GCSE – sorting spin from reality

GCSE results day has long since stopped being just an opportunity to celebrate achievement and to commiserate with those who have fallen short of their ambitions. It’s become a key date in the spin doctors’ calendar. It’s also become a statistician’s nightmare as the published data only tells part of the story.

The government’s story is however clear. EBacc is a triumph because more young people are doing those subjects rather than the much maligned “soft” subjects. The fall in pass rates reflects greater rigour – improvements in results in past years have not been deserved.

The reality however is a good deal more complicated. The results are massively skewed by a huge increase in early entry, mainly in English and maths and by a shift away from GCSE to iGCSE. So comparing like with like is a challenge. But here are a few observations that may put these results into some kind of context.

For year 11 pupils there has actually been an improvement in the A* to C pass rate in English (+0.6%) and maths (0.1%) according to NAHT research not the decline that has hit the headlines. The decline in the headline numbers is entirely due to early entries. Those entered early did worse than year 11 students. It’s very hard indeed to see what they’ve gained from this. There has been a huge increase in the number of GCSE entries overall – some 220,000 in all or about 4.2%. Of these 61,000 were in English and 84,000 in maths – the early and multiple entry effect. But that still leaves 74,000 extra entries overall which suggests that young people are taking even more GCSEs.

That goes some way to explain why numbers have actually fallen in very few subjects despite the attempts of Liz Truss to spin a decline in “soft” subjects. So for example she claims a fall in business and communication systems down 1121 entries but ignores an increase of 7668 in other business studies GCSE’s. Similarly, she trumpets a fall of 1763 entries in home economics but forgets increases of 2839 in health and social care and 1141 in hospitality. The big fall has been in design technology – down by a rather more significant 20,000. Whether this represents progress in rebalancing the economy remains to be seen. It goes unmentioned by the DfE. They are however pleased by a big increase in ICT entries despite having denounced current ICT courses as unfit for purpose.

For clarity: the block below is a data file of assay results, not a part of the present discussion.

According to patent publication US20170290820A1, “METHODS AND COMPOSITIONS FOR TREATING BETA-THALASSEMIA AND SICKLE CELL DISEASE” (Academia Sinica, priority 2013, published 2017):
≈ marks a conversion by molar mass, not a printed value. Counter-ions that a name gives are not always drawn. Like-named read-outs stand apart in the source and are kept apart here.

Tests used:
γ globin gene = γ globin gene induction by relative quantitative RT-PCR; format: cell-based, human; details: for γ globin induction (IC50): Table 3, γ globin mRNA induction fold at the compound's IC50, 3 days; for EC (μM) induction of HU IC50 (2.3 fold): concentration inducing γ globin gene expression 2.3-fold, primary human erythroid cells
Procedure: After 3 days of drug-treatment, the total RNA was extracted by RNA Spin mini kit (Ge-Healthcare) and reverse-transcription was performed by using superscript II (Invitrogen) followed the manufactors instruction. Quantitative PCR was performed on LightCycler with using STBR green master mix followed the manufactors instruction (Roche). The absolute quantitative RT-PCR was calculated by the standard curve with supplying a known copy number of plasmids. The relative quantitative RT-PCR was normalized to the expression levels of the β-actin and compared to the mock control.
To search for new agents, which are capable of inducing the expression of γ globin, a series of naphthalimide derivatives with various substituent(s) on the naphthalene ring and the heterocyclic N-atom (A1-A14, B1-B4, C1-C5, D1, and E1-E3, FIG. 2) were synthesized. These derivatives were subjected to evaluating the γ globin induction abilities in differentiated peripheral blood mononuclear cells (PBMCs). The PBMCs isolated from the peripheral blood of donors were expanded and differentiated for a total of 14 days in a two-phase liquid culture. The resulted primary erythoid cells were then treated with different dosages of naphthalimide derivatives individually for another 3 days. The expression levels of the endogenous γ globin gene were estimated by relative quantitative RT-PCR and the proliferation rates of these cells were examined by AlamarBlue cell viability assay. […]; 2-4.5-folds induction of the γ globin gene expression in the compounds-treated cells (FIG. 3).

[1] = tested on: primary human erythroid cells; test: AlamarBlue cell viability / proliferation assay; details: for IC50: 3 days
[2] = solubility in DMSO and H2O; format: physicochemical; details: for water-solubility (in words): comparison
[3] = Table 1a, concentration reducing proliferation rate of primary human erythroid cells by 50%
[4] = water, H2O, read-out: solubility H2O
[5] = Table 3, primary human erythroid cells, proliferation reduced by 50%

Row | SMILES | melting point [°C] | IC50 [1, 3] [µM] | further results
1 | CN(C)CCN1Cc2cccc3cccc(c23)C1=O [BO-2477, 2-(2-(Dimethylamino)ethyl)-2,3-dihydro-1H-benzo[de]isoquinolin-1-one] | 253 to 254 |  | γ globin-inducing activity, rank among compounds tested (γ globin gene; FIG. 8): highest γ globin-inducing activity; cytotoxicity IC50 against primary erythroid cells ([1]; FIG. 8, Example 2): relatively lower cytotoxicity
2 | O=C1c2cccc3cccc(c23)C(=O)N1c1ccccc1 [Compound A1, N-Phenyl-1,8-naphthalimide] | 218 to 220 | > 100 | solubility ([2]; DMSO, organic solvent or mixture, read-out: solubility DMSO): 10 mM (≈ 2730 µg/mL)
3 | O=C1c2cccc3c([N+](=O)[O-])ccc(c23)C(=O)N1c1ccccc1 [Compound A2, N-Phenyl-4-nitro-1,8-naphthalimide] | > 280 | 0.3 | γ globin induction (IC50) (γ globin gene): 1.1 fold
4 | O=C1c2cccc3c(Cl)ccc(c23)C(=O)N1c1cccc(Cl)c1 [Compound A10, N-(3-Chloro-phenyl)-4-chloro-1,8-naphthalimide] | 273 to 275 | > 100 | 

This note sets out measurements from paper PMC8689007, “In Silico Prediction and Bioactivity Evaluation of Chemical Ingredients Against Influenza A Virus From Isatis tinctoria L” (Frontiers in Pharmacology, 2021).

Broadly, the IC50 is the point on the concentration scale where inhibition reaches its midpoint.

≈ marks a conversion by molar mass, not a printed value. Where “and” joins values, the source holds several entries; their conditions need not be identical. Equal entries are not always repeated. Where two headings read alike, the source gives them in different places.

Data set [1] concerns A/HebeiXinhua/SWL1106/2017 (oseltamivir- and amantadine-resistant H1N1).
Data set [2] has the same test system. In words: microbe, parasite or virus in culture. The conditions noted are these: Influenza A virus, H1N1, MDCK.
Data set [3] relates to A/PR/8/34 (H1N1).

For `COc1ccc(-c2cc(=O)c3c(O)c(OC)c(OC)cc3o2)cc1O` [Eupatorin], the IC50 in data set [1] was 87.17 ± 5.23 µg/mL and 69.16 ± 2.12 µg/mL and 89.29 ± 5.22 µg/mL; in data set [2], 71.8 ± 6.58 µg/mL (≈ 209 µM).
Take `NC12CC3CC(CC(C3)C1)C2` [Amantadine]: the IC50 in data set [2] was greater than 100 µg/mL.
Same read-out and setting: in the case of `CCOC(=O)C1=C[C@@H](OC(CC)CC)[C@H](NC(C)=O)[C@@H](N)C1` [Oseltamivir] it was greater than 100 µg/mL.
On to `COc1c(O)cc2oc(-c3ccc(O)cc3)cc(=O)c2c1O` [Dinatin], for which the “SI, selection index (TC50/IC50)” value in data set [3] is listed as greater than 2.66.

The big story of these results though is the now extraordinary level of gaming of the process we are seeing by schools often at the expense of their pupils. The pressure is understandable – ever rising floor targets, forced academisation, the clear risk to the jobs of heads and senior staff. None of these are entirely new but it is clear from this data that the panic is of a different scale to anything we have seen before and is a reflection of the extraordinary pressure that is now being placed on schools. It is now surely clear that the accountability system is doing massive damage. There must be a need now to revisit this issue in a very fundamental way, not just by tinkering with the league table measures.

One head gave an interesting take on the process though. He argued that it was unfair to expect a student to gamble everything on their performance on one afternoon in June. So to give them more than one chance is only fair, he argued. This is of course the case against the Gove approach to assessment – staking everything on one performance will indeed lead to unfairness and inaccuracy. But there are better ways of addressing this than forcing students to jump through this number of hoops.

Finally some thoughts on the great modern languages panic. We are told that the ability to do business in another language is crucial to our economic future. I have to say that I find it difficult to believe that a C in GCSE French is going to get a future international business man very far. A level languages have become a purely linguistic exercise with little opportunity to study the literature, history or culture associated with the language in any depth. It doesn’t seem to provide opportunities for much more than fairly mechanistic translation and comprehension – hardly surprising I think that its appeal to A level candidates is pretty limited given that if it was in English some of it would hardly stretch Year 7.

If there is a need to develop language skills for business or any other area of working life, is the answer not either to include relevant language study alongside the particular discipline or for people to go to dedicated language schools for in depth study when they need it? And of course it’s entirely possible to start a university course from scratch. That is how people gain other areas of specialist knowledge needed in the workplace – why not languages?